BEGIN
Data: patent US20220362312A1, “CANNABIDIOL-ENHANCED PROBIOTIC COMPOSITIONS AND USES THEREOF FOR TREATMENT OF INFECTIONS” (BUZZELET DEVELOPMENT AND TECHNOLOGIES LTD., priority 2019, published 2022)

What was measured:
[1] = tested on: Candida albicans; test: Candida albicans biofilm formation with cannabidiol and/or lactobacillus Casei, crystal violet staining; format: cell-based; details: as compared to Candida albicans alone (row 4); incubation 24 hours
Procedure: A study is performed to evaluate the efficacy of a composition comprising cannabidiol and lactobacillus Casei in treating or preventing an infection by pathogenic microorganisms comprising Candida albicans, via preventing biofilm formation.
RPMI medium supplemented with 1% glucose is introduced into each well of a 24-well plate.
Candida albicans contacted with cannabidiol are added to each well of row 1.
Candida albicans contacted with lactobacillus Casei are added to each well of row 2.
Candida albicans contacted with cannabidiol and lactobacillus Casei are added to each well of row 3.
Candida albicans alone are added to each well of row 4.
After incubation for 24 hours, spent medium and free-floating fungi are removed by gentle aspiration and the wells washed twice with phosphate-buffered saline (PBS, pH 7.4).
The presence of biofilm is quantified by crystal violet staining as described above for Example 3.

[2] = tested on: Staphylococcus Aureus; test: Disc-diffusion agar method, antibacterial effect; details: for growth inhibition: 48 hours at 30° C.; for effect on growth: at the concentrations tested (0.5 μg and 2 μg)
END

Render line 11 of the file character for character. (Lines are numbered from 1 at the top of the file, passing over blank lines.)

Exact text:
The presence of biofilm is quantified by crystal violet staining as described above for Example 3.